A soft-spoken beagle really raised a ruckus.
Wagging her tail a mile a minute, Miss P became America's top dog by winning best in show in a big surprise at the Westminster Kennel Club.
At 4, Miss P is a grand-niece of Uno. In 2008, the immensely popular hound barked and bayed his way to becoming the only previous beagle to win at the nation's most prominent dog show.
Miss P, however, didn't let out a peep in the ring.
"She is a princess," handler Will Alexander said.
A quiet one, too. Not your normal, everyday, vocal beagle, as most owners can attest.
Instead, it was the packed crowd at Madison Square Garden on Tuesday night that seemed to loudly gasp when judge David Merriam picked her.
It was a dog show world shocker.
Only a half-hour after her win did the 15-inch Miss P, a breed known as "big beagles," start making a noise. And that was only because her people were giving her treats.
The best-of-seven final ring was full of favorites.
Matisse, a Portuguese water dog that's a cousin of President Barack Obama's family pet Sunny, was the top-winning male in show dog history. Swagger the old English sheepdog finished second at Westminster in 2013 and clearly drew the biggest cheers.
A Skye terrier came in second this time. A standard poodle, a shih tzu and an English springer spaniel also made it to the last ring.
Miss P was the one that charmed Merriam. He is a retired California trial-courts judge who has spent more than 50 years with dogs, but this was the first time he'd judged a best in show.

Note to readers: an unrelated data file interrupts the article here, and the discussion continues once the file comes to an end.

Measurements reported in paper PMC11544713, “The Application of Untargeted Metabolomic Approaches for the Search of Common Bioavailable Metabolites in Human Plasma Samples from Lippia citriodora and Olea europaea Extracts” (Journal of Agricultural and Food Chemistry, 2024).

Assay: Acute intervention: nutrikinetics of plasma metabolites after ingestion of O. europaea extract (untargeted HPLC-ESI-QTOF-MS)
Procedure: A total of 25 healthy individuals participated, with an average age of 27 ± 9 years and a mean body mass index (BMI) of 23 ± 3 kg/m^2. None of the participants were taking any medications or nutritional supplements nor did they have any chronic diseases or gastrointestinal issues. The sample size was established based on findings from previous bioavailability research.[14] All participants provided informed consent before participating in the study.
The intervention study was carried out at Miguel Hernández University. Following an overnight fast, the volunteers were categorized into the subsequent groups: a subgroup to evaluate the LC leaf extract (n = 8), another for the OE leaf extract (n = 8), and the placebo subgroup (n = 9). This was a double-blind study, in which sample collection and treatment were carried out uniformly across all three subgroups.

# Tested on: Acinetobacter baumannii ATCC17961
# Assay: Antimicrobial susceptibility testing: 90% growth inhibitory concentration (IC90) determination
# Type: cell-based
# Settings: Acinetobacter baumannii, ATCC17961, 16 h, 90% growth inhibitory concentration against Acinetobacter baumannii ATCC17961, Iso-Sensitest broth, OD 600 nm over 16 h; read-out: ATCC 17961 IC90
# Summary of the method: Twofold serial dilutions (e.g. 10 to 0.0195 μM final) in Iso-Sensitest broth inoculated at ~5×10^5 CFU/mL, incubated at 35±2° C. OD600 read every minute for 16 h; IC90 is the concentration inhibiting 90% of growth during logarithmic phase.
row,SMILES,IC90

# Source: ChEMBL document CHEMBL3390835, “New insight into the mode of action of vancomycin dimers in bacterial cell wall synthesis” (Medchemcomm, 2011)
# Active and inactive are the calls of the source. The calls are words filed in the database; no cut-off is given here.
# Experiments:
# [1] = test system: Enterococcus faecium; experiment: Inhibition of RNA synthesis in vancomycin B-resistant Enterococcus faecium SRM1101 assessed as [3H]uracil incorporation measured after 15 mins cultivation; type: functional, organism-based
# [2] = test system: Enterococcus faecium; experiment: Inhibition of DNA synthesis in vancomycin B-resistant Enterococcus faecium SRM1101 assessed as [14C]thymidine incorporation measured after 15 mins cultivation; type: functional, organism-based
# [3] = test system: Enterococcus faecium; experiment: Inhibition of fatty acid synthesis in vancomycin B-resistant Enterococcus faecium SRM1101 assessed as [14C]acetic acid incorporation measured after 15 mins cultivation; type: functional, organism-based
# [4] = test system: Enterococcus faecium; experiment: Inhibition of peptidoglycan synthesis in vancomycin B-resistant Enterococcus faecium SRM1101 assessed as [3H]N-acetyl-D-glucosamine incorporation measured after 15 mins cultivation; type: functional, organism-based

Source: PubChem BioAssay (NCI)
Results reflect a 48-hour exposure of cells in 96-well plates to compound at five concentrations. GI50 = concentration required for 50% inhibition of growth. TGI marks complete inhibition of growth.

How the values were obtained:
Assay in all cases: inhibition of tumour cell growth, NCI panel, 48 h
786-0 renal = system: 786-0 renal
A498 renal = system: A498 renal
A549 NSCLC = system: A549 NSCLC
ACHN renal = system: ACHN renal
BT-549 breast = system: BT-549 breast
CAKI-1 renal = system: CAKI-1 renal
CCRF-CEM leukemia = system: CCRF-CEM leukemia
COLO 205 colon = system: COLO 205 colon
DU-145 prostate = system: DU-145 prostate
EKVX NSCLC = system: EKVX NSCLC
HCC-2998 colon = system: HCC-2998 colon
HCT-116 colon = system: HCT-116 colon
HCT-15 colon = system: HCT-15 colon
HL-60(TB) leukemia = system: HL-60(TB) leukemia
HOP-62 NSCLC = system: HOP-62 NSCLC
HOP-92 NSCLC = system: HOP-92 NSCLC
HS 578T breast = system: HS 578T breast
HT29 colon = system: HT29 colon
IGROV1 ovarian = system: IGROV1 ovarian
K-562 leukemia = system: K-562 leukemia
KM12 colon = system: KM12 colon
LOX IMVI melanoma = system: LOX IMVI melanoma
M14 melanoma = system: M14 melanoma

"She never let me down, she didn't make any mistakes," Alexander said.
There's no prize money for winning Westminster although the prestige lasts forever in dog circles, plus the possibility of lucrative breeding rights.
The tri-colored Miss P also earned a full day Wednesday. The canine made appearances on morning TV shows, met with Donald Trump, had lunch at Manhattan restaurant Sardi's and a walk-on part in the Broadway hit musical "Kinky Boots."
It was the 20th best in show win in the United States for the Canadian-born Miss P. The dog lives in both Milton and Enderby, British Columbia. Her call name is short for Peyton. Her official champion's name is Tashtins Lookin for Trouble.
One of her owners is Eddie Dziuk, a co-owner of Uno. Her other co-owners are Lori Crandlemire and daughter Kaitlyn.
Uno turns 10 in May. The pooch now lives in Texas with owner Caroline Dowell. Her ranch is across the street.
"Uno has his own television set," Dowell said by phone after Miss P's win. "I assume he was watching."
Dowell said Miss P was "delightful," albeit a bit quiet.
"She's not quite the showman that Uno is. But I'm a little prejudiced," she said. "There aren't many dogs that are. Uno could go in the show ring right now and do what he did up there at Westminster."
Critical thinking challenge: Why did the author emphasize that the winning beagle was soft-spoken?